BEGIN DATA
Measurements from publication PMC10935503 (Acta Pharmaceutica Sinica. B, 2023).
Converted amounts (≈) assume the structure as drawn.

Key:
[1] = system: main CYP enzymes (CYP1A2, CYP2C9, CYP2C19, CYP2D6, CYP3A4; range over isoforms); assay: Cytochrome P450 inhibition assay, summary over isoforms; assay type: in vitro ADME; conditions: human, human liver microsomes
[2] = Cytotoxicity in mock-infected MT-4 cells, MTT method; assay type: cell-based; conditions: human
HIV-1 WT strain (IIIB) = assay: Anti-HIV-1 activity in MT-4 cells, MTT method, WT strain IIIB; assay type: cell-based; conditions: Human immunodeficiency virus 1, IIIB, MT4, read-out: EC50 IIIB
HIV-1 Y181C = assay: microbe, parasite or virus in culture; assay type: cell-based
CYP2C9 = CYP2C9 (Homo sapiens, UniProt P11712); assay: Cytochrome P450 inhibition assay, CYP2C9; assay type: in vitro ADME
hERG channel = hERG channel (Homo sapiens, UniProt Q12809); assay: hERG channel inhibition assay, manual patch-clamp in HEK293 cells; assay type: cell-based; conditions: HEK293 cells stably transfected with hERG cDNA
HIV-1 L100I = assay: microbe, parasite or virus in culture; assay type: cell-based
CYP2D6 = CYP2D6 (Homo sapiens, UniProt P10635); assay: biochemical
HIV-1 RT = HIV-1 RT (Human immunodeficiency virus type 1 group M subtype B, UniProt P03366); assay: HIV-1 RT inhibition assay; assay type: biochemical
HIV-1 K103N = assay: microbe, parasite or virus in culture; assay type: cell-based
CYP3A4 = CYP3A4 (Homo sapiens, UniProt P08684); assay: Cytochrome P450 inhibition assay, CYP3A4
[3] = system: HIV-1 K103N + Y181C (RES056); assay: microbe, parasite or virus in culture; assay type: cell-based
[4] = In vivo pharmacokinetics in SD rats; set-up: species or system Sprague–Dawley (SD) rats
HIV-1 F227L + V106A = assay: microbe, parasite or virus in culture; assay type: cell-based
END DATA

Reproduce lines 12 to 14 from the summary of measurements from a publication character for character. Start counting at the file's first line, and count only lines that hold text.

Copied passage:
HIV-1 RT = HIV-1 RT (Human immunodeficiency virus type 1 group M subtype B, UniProt P03366); assay: HIV-1 RT inhibition assay; assay type: biochemical
HIV-1 K103N = assay: microbe, parasite or virus in culture; assay type: cell-based
CYP3A4 = CYP3A4 (Homo sapiens, UniProt P08684); assay: Cytochrome P450 inhibition assay, CYP3A4